Oldies still hold universal appeal
2014 was another good year for classic cars but the major gains of the previous year faded slightly, writes Mark Smyth
CLASSIC cars were hot property again in 2014. For many it is about owing an iconic piece of automotive history, while for others it is about achieving a return on investment.
Those who use cars as investments had a good year in 2014, according to the Historic Automobile Group Index (Hagi). The index looks at three specific makes in the form of Ferrari, Porsche and Mercedes-Benz, but it also looks at all other makes and, in addition, compiles an overall Hagi Top 50 Index.
In terms of the overall figure, the index grew by 15.84% for 2014, which is not a bad return on investment at all in a year where low interest rates prevailed throughout the global economy. However, while it was a good year for the classic car market, the return was well below the 46.75% index growth in 2013 which will have disappointed some.
2013 was a remarkably good year, so 2014 most likely marked a return to some form of normality in the market.
The best performing index in 2014 was Porsche, which even showed gains in December to return a 32.06% improvement in values over the year.
Values for Ferrari models showed a dip in December, but this did little to dent another good year for the Prancing Horse brand, which saw values improve by 17.53% for the year. Those looking at the Maranello marque as longer-term investments will be pleased to know that the Ferrari index is very much the strongest with an increase of 191.14% over the past five years.
Mercedes-Benz vehicles also had a good year, but the market was little more subdued than Porsche and Ferrari, with the Mercedes index coming in under the overall figure with an improvement of 13.42%.
The year has not started as strongly for the global market though, but January is never a true indicator of any economic environment. The overall index declined 1.86% in January but this is a figure similar to that seen in September last year.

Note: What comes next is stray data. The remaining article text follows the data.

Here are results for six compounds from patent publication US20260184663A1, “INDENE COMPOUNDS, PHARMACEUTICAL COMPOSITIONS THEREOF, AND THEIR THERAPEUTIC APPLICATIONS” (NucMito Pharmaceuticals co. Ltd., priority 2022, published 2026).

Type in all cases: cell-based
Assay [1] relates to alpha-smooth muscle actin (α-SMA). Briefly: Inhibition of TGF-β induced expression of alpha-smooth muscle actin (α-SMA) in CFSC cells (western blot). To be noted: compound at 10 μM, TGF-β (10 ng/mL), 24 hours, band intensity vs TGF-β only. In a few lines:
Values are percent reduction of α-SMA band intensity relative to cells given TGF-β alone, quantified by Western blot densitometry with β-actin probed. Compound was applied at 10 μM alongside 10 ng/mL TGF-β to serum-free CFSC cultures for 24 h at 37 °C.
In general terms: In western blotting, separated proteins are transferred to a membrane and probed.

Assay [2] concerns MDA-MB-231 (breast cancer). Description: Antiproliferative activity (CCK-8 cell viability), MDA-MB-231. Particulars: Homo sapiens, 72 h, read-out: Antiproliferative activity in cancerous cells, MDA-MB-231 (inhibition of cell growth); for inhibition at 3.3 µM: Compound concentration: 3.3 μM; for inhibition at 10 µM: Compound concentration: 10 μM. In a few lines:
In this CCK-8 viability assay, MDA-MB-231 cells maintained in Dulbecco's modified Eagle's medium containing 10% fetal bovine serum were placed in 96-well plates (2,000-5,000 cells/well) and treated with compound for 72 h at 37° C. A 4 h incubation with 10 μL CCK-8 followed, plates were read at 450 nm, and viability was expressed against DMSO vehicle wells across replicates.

Both the Ferrari and Mercedes indices lost ground in January but Porsche bucked this trend, rising 4.57% in the first month of the year.
“External factors including dramatic currency movements in the euro and pound sterling versus the US dollar and Swiss franc have had a major impact in January’s market,” according to the Historic Automobile Group.
Despite declines by both Mer- cedes and Ferrari in January, it remains a Mercedes-Benz that tops the overall weighted index with the Mercedes 300SL roadster (W198 II) showing returns of 7%. The Ferrari F40 is second on the list with returns of 6.7% and the once ignored Ferrari 256 Dino returning about 5.5%. The Porsche 911 2.7 RS Touring is still the top performing model from the Stuttgart brand with an index figure of 4.9%.
This year will be an interesting one again for the classic car market, not least of all in the US, where any new relationship between the US and Cuba could well see a flood of good condition iconic American classics leaving Cuban shores to find homes in the US as well as in the rest of the world.
European marques are likely to continue to show some of the strongest returns once more in spite of the poor start to the year for the global indices. No doubt many of the prices will also be pushed up when the international classic car auction circuit gets under way. Major events at Pebble Beach, Goodwood and Monaco will all be indicators of what the market is willing to pay for some of the most iconic models in automotive history.
Whether we will see some of the records achieved last year being beaten remains to be seen, but as collectors and investors continue to see the value in classic cars for admiring, driving or simply as investments, you can expect another interesting year.
The Mercedes 300SL roadster, above, still tops the global index. Below left: Classic Porsche models showed the strongest gains in 2014, while Ferrari, below right, is still the best investment over a five-year period.